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    I’m not going to lie to you – this isn’t easy. This week, the final City Slang local music column will be published in the Metro Times (on hardcore band Final Assault), and I have just submitted a cover feature on the women of Detroit hip-hop, to be published next week (8/6). This blog that you’re reading now will be my last one as a regular MT contributor. I have a lot to look forward to. I’m going to be an associate editor at Yellow Scene Magazine in Colorado, a tremendous publication in a beautiful part of the country. But leaving Detroit will be incredibly difficult for me. I love the place. It’s been (amazingly) six and a half years since I arrived, a couple of cases in hand and not much of a plan in mind. I just knew, after three separate research trips for books and a magazine article, that I felt at home here. Metro Times offered me freelance work almost immediately, as did a new website called Metromix (whatever happened to that?) When I arrived here, I had been working as a writer in the UK for nine years, but the help and encouragement I received […]

    The post Thank you, Detroit appeared first on Metro Times Blogs.

  • Christmas in July, Jack White, and the Tigers

      We here at MT will be delighted when Mr. Jack White throws out a pitch at Navin Field (at least, we hope he will), but until then, we’ll be happy with his pitch to Santa this evening at Comerica Park.    

    The post Christmas in July, Jack White, and the Tigers appeared first on Metro Times Blogs.

  • Watch footage of the Gathering of the Juggalos dubbed with Morgan Freeman narration (NSFW)

      Footage from the Gathering of the Juggalos set to clips of Morgan Freeman’s narration from March of the Penguins? Kind of forced, but also kind of beautiful. As the AV Club reports: The oft-sought voiceover champion lends a touch of gravitas to the festival proceedings. Unfortunate scenes of barely clad people having various liquids dumped onto them now carries a quiet dignity as it’s all part of nature’s majestic plan that keeps the world spinning through this elegantly designed and truly wondrous universe. Also, the video is NSFW as there are boobs in it. Watch the clip below:

    The post Watch footage of the Gathering of the Juggalos dubbed with Morgan Freeman narration (NSFW) appeared first on Metro Times Blogs.

  • Turn to Crime debut chilly video for “Can’t Love”

    It seems like the polar vortex will never end: the weather phenomenon that brought us the most brutal winter on record this winter is to blame for this summer’s chillier-than usual temperatures as well. A couple of bands, though, made lemonade out of lemons (or snow cones out of snow?) by using the icy landscape to film music videos. 800beloved shot the video for “Tidal” in some sand dunes near Empire, Mich., and this week Turn to Crime debuted the video for “Can’t Stop,” the title track of their recently-released album. Even more piles of ice and snow might be the last thing Detroiters want to see right now, but the footage makes for some good visuals that mesh well with the song. Watch the video below:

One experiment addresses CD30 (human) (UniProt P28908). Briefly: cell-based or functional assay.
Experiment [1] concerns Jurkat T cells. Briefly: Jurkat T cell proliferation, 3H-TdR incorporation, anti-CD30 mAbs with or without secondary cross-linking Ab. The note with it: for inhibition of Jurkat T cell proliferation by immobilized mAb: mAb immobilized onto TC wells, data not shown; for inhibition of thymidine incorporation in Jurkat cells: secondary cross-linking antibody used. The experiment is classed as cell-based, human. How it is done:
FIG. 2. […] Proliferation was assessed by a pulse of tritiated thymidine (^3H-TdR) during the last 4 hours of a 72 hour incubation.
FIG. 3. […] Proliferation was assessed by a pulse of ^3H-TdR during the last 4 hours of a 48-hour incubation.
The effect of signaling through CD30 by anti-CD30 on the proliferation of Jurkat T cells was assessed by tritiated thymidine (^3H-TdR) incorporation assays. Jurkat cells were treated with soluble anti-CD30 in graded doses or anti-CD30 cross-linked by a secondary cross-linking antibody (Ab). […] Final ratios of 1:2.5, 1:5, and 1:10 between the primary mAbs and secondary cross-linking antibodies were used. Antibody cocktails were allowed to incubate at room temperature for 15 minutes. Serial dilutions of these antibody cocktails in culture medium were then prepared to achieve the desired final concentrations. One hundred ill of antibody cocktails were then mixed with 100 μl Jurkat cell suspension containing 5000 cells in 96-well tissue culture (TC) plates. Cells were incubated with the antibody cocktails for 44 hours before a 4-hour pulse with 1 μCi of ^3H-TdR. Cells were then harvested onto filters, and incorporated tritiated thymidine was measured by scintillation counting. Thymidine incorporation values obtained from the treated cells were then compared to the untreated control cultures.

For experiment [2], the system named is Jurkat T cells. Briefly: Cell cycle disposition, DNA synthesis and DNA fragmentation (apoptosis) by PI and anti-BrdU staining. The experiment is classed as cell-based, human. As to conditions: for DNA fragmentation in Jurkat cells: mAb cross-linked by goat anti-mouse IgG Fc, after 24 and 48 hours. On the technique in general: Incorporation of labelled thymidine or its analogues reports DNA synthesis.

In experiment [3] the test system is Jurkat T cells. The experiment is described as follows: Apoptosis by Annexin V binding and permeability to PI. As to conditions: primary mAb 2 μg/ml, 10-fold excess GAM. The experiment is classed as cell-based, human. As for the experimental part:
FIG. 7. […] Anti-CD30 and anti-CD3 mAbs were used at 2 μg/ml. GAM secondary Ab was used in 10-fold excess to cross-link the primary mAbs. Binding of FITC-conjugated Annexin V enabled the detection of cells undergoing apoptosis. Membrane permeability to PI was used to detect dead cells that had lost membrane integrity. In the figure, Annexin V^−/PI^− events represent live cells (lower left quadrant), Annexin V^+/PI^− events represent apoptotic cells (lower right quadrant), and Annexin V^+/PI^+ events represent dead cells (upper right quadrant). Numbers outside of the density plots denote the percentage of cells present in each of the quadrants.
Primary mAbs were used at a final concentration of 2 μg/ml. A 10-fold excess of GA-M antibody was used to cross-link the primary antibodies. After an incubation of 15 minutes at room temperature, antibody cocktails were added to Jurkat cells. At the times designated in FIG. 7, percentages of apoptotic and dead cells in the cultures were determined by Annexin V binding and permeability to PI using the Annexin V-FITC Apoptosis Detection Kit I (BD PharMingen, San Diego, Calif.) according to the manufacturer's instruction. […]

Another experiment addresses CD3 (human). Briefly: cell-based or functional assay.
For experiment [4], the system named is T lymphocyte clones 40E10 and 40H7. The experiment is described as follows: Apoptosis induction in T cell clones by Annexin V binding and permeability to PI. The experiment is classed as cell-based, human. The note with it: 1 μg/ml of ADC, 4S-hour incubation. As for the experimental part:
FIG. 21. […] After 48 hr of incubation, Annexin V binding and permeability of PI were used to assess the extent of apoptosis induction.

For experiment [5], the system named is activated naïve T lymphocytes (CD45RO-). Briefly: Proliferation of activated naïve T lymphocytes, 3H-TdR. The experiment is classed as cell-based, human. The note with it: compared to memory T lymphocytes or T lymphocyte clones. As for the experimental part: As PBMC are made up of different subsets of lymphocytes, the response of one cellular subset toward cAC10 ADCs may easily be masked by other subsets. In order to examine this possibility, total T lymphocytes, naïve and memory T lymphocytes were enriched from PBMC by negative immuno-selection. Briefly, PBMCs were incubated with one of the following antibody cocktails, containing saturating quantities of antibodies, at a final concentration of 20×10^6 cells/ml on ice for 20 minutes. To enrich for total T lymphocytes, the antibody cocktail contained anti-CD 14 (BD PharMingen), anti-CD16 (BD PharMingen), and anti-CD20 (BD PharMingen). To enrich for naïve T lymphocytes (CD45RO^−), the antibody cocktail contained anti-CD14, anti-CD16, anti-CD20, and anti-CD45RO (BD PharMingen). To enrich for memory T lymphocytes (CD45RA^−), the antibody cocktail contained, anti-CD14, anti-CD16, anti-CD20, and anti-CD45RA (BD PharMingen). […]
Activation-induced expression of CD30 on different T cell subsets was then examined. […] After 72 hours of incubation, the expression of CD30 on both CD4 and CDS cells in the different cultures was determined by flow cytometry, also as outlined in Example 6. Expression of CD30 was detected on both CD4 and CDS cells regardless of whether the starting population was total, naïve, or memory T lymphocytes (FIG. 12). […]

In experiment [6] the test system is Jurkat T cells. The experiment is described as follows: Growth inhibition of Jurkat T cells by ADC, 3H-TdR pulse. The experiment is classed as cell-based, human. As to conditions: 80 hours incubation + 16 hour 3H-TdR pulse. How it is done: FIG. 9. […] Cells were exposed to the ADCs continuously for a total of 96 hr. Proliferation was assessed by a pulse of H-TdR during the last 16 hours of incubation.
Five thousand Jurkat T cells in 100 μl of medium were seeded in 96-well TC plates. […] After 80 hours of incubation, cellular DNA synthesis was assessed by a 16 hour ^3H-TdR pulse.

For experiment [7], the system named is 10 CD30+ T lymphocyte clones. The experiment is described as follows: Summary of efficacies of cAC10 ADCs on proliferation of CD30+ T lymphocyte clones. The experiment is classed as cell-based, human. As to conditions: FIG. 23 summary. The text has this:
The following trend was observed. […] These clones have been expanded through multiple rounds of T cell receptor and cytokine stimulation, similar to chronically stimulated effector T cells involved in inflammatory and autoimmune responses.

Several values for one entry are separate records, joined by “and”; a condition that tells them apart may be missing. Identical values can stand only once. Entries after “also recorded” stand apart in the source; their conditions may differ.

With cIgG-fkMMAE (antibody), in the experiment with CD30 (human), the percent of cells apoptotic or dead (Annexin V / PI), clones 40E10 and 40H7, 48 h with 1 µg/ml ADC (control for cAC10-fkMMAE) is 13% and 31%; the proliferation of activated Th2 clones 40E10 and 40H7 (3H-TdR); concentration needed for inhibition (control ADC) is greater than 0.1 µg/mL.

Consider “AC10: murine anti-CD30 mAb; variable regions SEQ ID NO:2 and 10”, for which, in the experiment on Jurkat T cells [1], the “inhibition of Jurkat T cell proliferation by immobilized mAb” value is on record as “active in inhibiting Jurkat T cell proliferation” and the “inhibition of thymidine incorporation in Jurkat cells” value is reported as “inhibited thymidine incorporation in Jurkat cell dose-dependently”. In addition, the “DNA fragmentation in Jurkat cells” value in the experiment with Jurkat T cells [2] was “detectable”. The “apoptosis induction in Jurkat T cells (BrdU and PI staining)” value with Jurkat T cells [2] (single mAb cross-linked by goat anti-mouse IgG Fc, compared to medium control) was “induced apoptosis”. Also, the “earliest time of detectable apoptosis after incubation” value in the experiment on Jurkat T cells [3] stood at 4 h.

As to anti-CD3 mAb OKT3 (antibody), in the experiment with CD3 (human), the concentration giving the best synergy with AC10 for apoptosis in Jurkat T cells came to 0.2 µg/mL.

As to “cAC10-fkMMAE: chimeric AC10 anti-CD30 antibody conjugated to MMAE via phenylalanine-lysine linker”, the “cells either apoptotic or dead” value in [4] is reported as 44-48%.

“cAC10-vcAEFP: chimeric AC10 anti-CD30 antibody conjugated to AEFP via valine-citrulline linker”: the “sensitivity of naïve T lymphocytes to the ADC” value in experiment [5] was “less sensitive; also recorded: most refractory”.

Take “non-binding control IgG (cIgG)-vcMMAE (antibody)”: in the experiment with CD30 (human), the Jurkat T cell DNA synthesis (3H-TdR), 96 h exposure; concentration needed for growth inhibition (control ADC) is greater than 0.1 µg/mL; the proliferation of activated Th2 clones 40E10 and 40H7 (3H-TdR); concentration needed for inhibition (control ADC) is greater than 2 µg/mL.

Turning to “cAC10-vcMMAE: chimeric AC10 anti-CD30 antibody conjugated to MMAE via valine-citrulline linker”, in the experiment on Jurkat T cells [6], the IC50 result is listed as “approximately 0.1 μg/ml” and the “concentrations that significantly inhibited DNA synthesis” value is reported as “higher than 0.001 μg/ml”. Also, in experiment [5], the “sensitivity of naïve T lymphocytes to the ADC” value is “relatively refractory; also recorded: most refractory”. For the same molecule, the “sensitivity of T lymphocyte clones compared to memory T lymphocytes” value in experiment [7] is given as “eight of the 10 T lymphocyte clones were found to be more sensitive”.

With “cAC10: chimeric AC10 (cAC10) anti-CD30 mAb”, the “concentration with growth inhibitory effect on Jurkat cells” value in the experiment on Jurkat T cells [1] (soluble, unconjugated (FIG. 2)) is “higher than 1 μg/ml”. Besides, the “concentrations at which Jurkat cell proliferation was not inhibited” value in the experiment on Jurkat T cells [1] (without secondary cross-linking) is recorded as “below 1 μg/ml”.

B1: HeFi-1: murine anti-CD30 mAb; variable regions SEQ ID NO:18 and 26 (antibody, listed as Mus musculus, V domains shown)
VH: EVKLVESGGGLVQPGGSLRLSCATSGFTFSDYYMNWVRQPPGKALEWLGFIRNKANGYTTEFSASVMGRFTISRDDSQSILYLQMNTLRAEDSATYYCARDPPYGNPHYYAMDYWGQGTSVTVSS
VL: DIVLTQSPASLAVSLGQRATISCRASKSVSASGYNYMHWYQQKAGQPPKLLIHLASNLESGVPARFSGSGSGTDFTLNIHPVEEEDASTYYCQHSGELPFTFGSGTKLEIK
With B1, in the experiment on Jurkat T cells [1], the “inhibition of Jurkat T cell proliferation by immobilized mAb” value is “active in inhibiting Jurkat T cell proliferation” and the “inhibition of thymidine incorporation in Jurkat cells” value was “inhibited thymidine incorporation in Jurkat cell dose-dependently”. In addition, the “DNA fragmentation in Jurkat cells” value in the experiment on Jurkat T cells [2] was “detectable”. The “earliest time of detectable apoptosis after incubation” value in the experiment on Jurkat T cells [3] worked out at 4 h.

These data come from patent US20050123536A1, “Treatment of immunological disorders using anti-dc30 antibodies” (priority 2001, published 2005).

The post Turn to Crime debut chilly video for “Can’t Love” appeared first on Metro Times Blogs.

  • Duggan takes control of Detroit water department; says changes to approach on ‘delinquent payment issues’ needed

    Detroit Emergency Manager Kevyn Orr transferred oversight of the the city’s water department Tuesday to Detroit Mayor Mike Duggan in an order intended to refocus “efforts to help DWSD customers get and remain current on their water bills,” Orr’s office said today. “This order provides additional clarity to the powers already delegated to the mayor,” Orr said in a statement released Tuesday. “As the Detroit Water and Sewerage Department works to operate more efficiently and communicate more effectively with customers, it is important to ensure there are clear lines of management and accountability.” Duggan will have the authority to manage DWSD and make appointments to the utility’s board, according to a news release. In a statement issued Tuesday, the mayor said he welcomed Orr’s order, adding that officials will develop a plan that “allows those who truly need to access to financial help … to do so with shorter wait times.” “We need to change a number of things in the way we have approached the delinquent payment issues and I expect us to have a new plan shortly,” Duggan said. “There are funds available to support those who cannot afford their bills — we need to do a much better job in […]

    The post Duggan takes control of Detroit water department; says changes to approach on ‘delinquent payment issues’ needed appeared first on Metro Times Blogs.

  • Rovers Scooter Club Celebrates 10 Years

    Rovers Scooter Club, a local gang dedicated to celebrating and riding motor scooters, will be celebrating its 10 year anniversary this week with a very special ride. Motor City Shakedown, the annual birthday party for the club, will commence this Friday, August 1 at New Way Bar. DJ Grover from Cincinnati will be spinning northern soul, reggae, and ska, according to club member Michael Palazzola. Saturday will feature a ride from Ferndale to Detroit, starting at noon at M-Brew. Palazzola says this is where most bikes will congregate before taking the ride to the city and folks will be prepping by getting some grub starting at 10 a.m.  Detroit’s Tangent Gallery will host the after party,  a special event that will feature performances by several bands as well as Satori Circus. That portion of the event will commence at 8 p.m. with performances starting at 9 p.m. It’s free to riders, but the public is welcome to join the party with the mere cost of a door charge. Come midnight, the club will raffle off a vintage Lambretta LI 150. Sunday morning will end the weekend of festivities, with brunch taking place at the Bosco in Ferndale.   

    The post Rovers Scooter Club Celebrates 10 Years appeared first on Metro Times Blogs.